CHICAGO -- Lance Berkman stood at first base Monday night watching the lightning storm that hovered over Wrigley Field, wondering why he was standing in harm's way for the sake of a baseball game.

He also thought about Craig Biggio, who years ago had an up-close view of how devastating one bolt of lightning can be if you're at the wrong place, at the wrong time. No one knows better than Biggio, who as a high school shortstop watched his teammate and friend die from a lightning bolt only feet from him, while playing second base.

"Bidge was terrified of lightning, for good reason," Berkman said. "Ever since then, clearly, he wouldn't have gone out there at all [during a lightning storm]. He knows firsthand that lightning is nothing to play around with."

Yet on Monday, lightning may not have been something to play with, but it was something to play in. Even when the storms subsided at times Monday night, the lightning did not.

Finally, as Berkman watched a bolt hit a nearby firehouse in the eighth inning, he decided he'd seen enough. Wally Bell, the chief of the umpiring crew, came to the same conclusion and ushered everyone off the field.

"That last bolt could not have been more than half a mile away," Berkman said. "It was right on top of us. That's way too close to be fooling around. They did the right thing and pulled us off the field."

But should they have done it earlier? The lightning continued after play resumed following the first rain delay, but Bell said the reports he received indicated the players were not in danger.

"The lightning, in my opinion, even though it lit up the skies, it was deep and away from the ballpark," Bell said after the game was called. "I had talked to the groundskeeper several times about the weather, and he said there were possible storms coming in. I was concerned about the lightning."

But it wasn't until 11:15 p.m., in the eighth inning, when the lightning finally was deemed to close for comfort.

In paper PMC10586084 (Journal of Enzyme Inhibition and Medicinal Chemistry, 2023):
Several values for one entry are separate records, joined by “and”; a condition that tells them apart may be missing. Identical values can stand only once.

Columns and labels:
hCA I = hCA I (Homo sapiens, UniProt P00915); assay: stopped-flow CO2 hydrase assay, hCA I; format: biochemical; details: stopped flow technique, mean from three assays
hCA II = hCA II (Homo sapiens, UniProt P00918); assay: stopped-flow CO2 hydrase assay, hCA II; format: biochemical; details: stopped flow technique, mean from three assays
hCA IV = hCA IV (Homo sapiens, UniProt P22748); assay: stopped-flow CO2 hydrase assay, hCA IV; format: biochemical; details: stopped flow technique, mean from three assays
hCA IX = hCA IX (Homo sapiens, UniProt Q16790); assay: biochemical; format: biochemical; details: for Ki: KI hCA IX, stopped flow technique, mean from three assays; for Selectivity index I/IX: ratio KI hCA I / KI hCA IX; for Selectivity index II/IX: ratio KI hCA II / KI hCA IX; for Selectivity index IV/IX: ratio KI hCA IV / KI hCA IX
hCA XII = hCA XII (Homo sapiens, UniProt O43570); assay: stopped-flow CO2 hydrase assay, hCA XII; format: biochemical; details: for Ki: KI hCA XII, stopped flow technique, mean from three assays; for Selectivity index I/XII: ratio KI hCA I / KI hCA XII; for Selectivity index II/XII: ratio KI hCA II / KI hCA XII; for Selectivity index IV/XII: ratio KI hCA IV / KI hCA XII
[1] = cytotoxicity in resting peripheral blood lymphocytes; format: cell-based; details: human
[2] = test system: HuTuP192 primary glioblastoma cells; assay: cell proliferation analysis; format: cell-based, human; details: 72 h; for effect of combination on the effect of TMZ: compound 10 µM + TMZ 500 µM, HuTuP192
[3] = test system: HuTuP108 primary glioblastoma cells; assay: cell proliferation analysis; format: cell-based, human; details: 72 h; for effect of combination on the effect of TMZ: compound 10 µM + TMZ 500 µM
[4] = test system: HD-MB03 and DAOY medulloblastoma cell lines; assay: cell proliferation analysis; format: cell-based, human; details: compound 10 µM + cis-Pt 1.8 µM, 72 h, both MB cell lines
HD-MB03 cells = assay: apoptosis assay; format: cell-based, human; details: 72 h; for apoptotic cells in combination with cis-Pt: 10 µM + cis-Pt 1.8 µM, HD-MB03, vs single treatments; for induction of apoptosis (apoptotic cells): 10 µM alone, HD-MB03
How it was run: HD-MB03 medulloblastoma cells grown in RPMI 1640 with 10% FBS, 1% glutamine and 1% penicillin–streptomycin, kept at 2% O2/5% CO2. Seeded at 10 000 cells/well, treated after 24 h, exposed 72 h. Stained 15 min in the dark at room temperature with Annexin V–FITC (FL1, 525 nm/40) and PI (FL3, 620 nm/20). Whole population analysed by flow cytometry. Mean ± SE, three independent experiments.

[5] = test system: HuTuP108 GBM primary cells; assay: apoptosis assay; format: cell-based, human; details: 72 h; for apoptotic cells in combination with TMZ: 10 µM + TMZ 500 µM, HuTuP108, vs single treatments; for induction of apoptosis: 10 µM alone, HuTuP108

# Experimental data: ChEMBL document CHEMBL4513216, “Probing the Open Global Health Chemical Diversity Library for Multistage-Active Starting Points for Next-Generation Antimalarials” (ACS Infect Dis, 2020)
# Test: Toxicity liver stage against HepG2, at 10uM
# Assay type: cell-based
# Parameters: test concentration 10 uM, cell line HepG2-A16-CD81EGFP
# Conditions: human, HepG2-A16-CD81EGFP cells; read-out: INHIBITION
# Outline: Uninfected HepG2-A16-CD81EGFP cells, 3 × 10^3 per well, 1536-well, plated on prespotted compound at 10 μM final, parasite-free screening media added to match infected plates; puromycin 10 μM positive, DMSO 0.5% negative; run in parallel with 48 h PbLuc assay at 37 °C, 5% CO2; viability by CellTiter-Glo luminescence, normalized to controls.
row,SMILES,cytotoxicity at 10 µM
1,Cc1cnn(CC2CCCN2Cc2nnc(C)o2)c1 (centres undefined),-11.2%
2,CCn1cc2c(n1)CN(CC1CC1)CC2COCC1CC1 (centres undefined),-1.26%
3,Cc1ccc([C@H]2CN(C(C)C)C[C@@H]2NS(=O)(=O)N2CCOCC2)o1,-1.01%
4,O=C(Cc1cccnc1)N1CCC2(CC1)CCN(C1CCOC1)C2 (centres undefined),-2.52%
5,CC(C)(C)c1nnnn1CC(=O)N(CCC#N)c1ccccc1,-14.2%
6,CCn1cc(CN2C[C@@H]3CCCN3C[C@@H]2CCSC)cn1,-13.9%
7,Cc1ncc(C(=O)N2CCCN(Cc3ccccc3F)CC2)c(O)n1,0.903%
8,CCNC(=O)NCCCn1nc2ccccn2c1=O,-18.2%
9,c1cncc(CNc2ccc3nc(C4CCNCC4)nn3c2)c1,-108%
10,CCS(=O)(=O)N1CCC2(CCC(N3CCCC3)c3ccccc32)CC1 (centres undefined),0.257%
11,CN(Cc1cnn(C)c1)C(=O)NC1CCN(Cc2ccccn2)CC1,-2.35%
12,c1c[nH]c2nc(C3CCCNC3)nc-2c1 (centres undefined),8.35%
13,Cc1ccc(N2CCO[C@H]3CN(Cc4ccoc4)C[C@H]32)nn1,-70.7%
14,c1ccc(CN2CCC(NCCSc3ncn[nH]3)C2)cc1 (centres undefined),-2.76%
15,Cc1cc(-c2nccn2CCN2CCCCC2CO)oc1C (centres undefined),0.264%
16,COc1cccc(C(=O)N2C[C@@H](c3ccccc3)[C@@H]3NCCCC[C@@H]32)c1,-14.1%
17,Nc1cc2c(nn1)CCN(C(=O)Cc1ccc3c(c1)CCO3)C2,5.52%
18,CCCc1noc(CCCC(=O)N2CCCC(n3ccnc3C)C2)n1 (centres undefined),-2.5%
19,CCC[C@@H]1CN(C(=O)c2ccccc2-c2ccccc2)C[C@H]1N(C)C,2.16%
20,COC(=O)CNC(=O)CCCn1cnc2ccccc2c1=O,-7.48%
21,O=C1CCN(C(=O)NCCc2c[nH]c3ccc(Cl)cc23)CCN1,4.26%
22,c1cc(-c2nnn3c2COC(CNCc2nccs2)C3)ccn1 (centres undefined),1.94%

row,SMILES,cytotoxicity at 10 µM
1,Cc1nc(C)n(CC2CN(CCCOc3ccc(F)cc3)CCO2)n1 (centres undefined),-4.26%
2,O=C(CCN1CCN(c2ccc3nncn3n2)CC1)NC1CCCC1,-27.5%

For some Astros, that was a tad too late.

"I'm not trying to put it on [Cubs general manager] Jim Hendry or anything like that," Berkman said. "But whoever is in charge of the Cubs and their operations here, if it was me, when the tornado sirens went off the first time, I would have immediately said, 'We're not playing this game.'

"We've got to keep some perspective here. This is a baseball game and these games are important because teams are trying to make the playoffs and everybody understands that. At the same time, don't lose your mind. You've got tornado sirens going off and severe weather all over the place. There's no reason for it. There's no reason to put fans at risk, there's no reason for the players to be at risk."

Hendry was quoted after the game explaining that once the first pitch is thrown, the game's fate, and the decisions that go along with it, are in the umpire's hands.

Berkman lauded Bell for making the call to clear the field, but he wondered if the decision should have come a little earlier.

"The ones that kill people, you don't wait for the thing to hit the field before you say, 'Well, there's lightning in the area,'" Berkman said. "If lightning is striking all around, I don't care if it says it's 10 miles away on the radar. It can [hit] like that.

"If we were down 2-0, I would say the same thing. It's a baseball game, for Pete's sake, and there's no need to play through a tornado. It's not worth it. I'm sure I'll get roasted, but you have to keep some perspective."

Manager Cecil Cooper has been in baseball for 41 years, and bench coach Jackie Moore has 10 years on top of that. Neither could ever remember playing, coaching or managing a game during a lightning storm.

"You don't want to take chances," Cooper said. "Everybody was at risk. Everybody. It's not like it was just a slippery field and the players had a chance to get hurt. Everybody was at risk. What if [lightning] had hit the stands?"